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pco.edge Scientific CMOS Camera

Photonics.com
Aug 2010
PCO-TECH Inc.Request Info
 
ROMULUS, Mich., Aug. 3, 2010 — The Cooke Corp. has introduced the pco.edge camera system that offers complete high-fidelity scientific imaging. Based on a scientific CMOS image sensor, it delivers low noise, fast frame rates, a wide dynamic range, high quantum efficiency (QE), high resolution and a large field of view, simultaneously and all in one image.

The camera features low readout noise of 1.4 e¯ rms. Even at the maximum speed of 100 fps at full resolution of 2560 × 2160 pixels (5.5-megapixel, 21.8-mm diagonal, 6.5-µm pixels) the readout noise is <2 e¯. Increased frame rates with smaller regions of interest (for example, 900 fps at 320 × 240 pixels) are user-selectable. In comparison to a 1.3-megapixel scientific CCD camera featuring 6 e¯ readout noise at 10 fps, the pco.edge camera at 1.3-megapixel resolution features <2 e¯ readout noise at a frame rate of 210 fps.

The low readout noise combined with the high full-well capacity of 30,000 e¯ achieves an intrascene dynamic range of better than 22,000:1, providing high dynamic 16-bit images.

Unlike electron-multiplying CCD image sensors that feature on-chip amplification to detect the lowest light levels at the expense of reduced effective QE, the camera achieves a peak QE of >55% without compromising spatial and temporal resolution, making it suitable for use in low-light conditions above two photons (zero dark current conditions).

User-selectable choice of rolling or global shutter mode for exposure provides flexibility for a variety of applications. The camera features 5 °C stabilized Peltier cooling, allowing for continuous operation free of any drift phenomena in image sequences.

Applications include live-cell microscopy, particle imaging velocimetry, single-molecule detection, super-resolution microscopy, total internal reflection fluorescence microscopy/waveguides, spinning disk confocal microscopy, genome sequencing (second- and third-generation), Förster resonance energy transfer, fluorescence recovery after photobleaching, lucky astronomy/imaging, adaptive optics, solar astronomy, fluorescence spectroscopy, bio- and chemiluminescence, high-content screening, photovoltaic inspection, x-ray tomography, ophthalmology, flow cytometry, biochip reading, machine vision, TV/broadcasting, spectral and hyperspectral imaging, and laser-induced breakdown spectroscopy.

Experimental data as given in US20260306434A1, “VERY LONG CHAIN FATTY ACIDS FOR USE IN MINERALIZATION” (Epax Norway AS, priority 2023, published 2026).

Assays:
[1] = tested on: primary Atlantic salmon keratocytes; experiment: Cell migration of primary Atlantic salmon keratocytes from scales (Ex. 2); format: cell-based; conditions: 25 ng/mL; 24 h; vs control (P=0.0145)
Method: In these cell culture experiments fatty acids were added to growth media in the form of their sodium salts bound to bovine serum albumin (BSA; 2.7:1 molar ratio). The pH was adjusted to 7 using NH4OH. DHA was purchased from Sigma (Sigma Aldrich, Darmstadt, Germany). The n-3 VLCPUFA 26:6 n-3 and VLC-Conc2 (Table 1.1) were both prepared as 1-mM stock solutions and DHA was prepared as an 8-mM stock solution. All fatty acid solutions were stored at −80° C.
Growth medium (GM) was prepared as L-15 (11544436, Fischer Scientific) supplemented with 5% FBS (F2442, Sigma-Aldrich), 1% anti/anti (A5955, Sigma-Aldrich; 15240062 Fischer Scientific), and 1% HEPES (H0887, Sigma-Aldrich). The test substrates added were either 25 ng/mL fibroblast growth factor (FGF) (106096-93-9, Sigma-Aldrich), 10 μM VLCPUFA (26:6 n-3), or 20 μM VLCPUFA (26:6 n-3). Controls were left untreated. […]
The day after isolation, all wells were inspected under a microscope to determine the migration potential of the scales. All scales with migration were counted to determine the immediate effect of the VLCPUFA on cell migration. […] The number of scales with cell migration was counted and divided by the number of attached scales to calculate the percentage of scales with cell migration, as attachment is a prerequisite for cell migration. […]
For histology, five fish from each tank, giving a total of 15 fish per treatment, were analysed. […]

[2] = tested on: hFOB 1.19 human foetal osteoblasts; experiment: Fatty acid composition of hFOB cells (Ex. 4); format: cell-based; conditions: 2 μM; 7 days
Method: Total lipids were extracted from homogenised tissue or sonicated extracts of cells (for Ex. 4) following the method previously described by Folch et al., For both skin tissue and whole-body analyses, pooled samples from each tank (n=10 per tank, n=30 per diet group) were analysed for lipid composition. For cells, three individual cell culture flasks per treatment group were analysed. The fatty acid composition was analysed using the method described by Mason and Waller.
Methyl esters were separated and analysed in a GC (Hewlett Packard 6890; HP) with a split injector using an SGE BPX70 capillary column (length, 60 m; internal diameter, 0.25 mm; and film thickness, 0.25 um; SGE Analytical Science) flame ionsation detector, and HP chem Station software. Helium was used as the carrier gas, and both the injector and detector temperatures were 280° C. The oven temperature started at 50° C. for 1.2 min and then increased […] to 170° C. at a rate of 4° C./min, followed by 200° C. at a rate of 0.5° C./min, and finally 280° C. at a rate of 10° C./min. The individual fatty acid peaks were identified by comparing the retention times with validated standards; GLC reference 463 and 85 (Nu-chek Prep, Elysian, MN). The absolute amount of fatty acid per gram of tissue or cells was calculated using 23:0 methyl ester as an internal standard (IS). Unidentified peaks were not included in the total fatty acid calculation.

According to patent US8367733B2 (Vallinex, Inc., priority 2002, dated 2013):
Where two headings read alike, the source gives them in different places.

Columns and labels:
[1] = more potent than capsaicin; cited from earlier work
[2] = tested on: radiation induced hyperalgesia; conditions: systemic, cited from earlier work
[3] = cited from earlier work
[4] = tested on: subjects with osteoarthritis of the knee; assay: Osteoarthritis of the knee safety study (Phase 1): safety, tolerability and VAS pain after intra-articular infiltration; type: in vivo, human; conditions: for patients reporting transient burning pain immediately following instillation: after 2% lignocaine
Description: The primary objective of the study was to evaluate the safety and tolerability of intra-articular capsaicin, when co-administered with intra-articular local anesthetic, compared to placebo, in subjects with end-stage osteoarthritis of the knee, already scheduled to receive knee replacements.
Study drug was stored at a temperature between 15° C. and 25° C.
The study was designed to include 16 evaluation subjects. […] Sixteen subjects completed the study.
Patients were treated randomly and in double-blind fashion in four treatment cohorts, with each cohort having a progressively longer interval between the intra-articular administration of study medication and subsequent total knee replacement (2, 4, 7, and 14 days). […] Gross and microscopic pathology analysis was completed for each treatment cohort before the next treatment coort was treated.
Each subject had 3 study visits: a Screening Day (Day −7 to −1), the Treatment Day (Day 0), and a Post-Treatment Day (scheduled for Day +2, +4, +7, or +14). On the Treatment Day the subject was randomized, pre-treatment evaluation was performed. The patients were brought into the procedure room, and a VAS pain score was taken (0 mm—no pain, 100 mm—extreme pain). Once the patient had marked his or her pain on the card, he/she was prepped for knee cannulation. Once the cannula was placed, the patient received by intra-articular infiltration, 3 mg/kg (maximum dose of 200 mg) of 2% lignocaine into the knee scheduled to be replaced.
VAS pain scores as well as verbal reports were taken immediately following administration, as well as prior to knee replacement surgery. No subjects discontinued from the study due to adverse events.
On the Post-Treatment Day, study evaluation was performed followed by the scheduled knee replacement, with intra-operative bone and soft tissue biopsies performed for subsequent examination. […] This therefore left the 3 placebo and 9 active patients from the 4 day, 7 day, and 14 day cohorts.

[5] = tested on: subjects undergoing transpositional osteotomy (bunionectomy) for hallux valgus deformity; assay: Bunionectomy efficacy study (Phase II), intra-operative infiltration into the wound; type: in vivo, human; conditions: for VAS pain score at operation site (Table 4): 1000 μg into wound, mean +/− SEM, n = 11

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GLOSSARY
adaptive optics
Optical components or assemblies whose performance is monitored and controlled so as to compensate for aberrations, static or dynamic perturbations such as thermal, mechanical and acoustical disturbances, or to adapt to changing conditions, needs or missions. The most familiar example is the "rubber mirror,'' whose surface shape, and thus reflective qualities, can be controlled by electromechanical means. See also active optics; phase conjugation.
bioluminescence
Heatless light emissions from living organisms caused by the combination of oxygen and pigments such as luciferin.
camera
A light-tight box that receives light from an object or scene and focuses it to form an image on a light-sensitive material or a detector. The camera generally contains a lens of variable aperture and a shutter of variable speed to precisely control the exposure. In an electronic imaging system, the camera does not use chemical means to store the image, but takes advantage of the sensitivity of various detectors to different bands of the electromagnetic spectrum. These sensors are transducers...
chemiluminescence
A chemical reaction involving the production of light. The reaction of ethylene with ozone is chemiluminescent.
flow cytometry
A method of measuring the characteristics of microscopic particles, usually cells, as they flow in a fluid stream through a beam of light. Particles may be stained with fluorescent dye and the fluorescence detected via laser illumination.
fluorescence spectroscopy
The spectroscopic study of radiation emitted by the process of fluorescence.
high-content screening
Also known as HCS, an analytical method designed to collect statistically relevant amounts of quantitative data on many parallel cell populations or processes within cells through the combination of microtiterplates, high-resolution imaging, automated microscopy, fluorescent or bright-field sensors and image analysis software.  
hyperspectral imaging
Methods for identifying and mapping materials through spectroscopic remote sensing. Also called imaging spectroscopy; ultraspectral imaging.
ophthalmology
The branch of medicine involved in the study of the anatomy, functions, diseases and treatments of the eye.
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